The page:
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Barbara L Golden


  • Professor of Biochemistry
BCHM Room 22

Agricultural Research at Purdue 

  • Interim Assistant Dean for Graduate Education and Faculty Development

College of Agriculture Administration 

  • Asst Dean Faculty Affairs/Prof Biochem

 General Information

Area of Expertise: Structural Basis for RNA function

RNA is not a passive messenger
In the post genomic age, non-coding RNA sequences (those that do not encode proteins) have been found unexpectedly to be very important for regulation of gene expression and other cellular processes. Many of these are functional RNAs that can fold into stable three-dimensional structures and thereby perform work in the cell. A wide variety of riboswitches, which toggle gene expression on and off, have been identified, and catalytic RNAs, or ribozymes, are being discovered in a variety of contexts, including eukaryotic transcriptomes. It is therefore essential to develop a detailed understanding of these systems in order to understand the catalytic and regulatory functions of ribozymes and riboswitches. In our laboratory, we undertake structural and mechanistic analyses of functional RNAs and ribozymes to provide a picture of how these molecules can work within the cell.

The HDV ribozyme has a hybrid engine
The hepatitis delta virus (HDV) ribozyme is a small ribozyme originally identified in the genome of the HDV. HDV is a human pathogen that co-infects with the hepatitis B virus and thereby leads to liver disease. The ribozyme self-cleaves viral RNAs, synthesized as tandem repeats during rolling circle replication, into genome-sized pieces. This ribozyme has evolved to function within human cells and therefore has the potential to be used as a therapeutic and can be used as a molecular biological tool. Recently, functional HDV-like ribozymes have been identified within the human transcriptome, in plants, fungi and insects, and in the mosquitoAnopheles gambiaewhere cleavage is activated in a developmentally-regulated fashion. Ribozyme self-cleavage thus represents a potential target for mosquito-borne pathogens, including Dengue virus, West Nile virus, and Malaria.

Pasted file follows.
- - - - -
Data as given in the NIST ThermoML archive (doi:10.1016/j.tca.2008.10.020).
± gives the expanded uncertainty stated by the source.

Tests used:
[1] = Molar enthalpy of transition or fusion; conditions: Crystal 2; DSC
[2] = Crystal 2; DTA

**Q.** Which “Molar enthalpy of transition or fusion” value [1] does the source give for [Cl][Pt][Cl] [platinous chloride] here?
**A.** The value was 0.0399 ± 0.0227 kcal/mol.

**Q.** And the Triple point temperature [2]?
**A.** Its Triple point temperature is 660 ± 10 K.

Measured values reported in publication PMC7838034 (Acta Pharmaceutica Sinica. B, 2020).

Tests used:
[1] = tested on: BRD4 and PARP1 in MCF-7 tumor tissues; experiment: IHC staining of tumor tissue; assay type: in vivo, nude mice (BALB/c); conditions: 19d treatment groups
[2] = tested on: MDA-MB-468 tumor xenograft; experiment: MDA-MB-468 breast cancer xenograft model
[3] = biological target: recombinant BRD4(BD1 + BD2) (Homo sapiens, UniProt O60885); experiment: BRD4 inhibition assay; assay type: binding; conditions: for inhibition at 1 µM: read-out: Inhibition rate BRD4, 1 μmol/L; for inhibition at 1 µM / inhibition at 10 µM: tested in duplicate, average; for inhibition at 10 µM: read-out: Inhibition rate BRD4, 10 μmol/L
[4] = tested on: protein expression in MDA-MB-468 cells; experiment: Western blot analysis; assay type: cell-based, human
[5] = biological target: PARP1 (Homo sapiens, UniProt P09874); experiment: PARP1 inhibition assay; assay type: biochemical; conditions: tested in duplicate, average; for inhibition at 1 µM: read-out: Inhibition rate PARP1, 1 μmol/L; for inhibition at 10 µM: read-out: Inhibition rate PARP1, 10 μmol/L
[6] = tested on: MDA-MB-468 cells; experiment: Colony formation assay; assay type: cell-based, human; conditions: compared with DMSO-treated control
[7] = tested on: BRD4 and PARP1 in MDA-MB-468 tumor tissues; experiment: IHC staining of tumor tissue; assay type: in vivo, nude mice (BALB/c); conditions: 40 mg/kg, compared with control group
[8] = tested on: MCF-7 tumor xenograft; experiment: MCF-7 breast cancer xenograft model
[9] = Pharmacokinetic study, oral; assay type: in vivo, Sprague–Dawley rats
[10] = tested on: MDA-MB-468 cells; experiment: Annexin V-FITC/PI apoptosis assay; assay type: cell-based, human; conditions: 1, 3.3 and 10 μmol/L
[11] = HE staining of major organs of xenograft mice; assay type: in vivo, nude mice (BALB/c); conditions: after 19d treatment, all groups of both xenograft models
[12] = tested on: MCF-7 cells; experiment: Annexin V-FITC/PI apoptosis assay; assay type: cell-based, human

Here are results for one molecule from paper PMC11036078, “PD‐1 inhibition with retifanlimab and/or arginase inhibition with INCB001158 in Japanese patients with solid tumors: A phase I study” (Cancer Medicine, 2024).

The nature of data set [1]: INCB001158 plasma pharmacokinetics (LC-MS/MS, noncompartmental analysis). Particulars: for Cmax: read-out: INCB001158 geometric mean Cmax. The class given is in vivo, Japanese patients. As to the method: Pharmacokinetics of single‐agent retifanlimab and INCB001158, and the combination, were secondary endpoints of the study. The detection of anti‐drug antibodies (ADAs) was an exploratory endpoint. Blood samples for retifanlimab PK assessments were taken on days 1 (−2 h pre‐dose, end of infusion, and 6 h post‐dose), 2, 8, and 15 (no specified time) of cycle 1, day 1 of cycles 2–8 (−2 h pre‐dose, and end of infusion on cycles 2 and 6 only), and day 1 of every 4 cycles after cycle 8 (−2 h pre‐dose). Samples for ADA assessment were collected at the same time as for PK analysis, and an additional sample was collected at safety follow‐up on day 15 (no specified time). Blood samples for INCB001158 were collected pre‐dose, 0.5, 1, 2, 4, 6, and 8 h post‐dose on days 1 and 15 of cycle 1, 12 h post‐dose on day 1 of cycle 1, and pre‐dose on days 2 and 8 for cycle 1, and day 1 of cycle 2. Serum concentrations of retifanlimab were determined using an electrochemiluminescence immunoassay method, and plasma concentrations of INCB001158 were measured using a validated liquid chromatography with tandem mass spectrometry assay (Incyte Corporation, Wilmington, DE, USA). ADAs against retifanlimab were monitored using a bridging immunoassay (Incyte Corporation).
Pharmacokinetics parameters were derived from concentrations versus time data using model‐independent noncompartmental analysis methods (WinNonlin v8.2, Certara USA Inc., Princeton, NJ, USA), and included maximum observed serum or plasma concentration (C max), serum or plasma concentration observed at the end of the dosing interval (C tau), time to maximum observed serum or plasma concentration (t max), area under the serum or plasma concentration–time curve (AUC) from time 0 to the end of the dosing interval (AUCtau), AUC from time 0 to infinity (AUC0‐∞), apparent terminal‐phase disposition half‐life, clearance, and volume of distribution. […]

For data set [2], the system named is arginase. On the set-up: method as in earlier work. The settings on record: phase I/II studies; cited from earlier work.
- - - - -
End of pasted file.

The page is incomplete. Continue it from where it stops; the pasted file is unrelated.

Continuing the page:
To create a snapshot of the ribozyme, we have trapped the molecule in a state prior to cleavage and solved its crystal structure. This gives us a picture of an RNA molecule poised to react. At the cleavage site, we observe an RNA nucleobase, cytosine 75 (C75), and a magnesium ion interacting with the cleavage site. This structure confirms a reaction mechanism in which C75 is initially protonated. We have shown that C75 possesses a dramatically shifted pK and can therefore participate in proton transfer reactions at neutral pH. This property allows it to donate the proton to the 5’-hydroxyl leaving group, thereby activating it for catalysis. Surprisingly, we saw a magnesium ion interacting with both the 2’-hydroxyl attacking group and the cleavage site phosphate to help position the substrate for cleavage and to activate the nucleophile. In the use of a magnesium ion in the cleavage reaction, the HDV ribozyme functions similarly to the group I introns. This mechanism represents a paradigm shift because the ribozymes, such as the HDV ribozyme, were thought to be too small to bind and position metals for Lewis acid catalysis, a mechanism in which the metal ion interacts directly with the 2’-hydroxyl nucleophile. By both positioning a metal ion and by shifting the pKof C75, the HDV ribozyme overcomes the intrinsic inertness of RNA. Thus, the HDV ribozyme is the first ribozyme that has been observed to use two distinct catalytic strategies to perform an RNA cleavage reaction.

These studies have provided new concepts in the understanding of RNA structure and RNA catalytic strategies that will aid in the understanding of other RNA catalysts. It is likely that the genomic sequencing enterprises will reveal new RNA catalysts that will either be widespread across evolution, or unique to individual organisms. Our work will aid in the process of identifying and characterizing novel ribozymes. 

Department of Biochemistry, 175 South University Street, West Lafayette, IN 47907-2063 USA, (765) 494-1600

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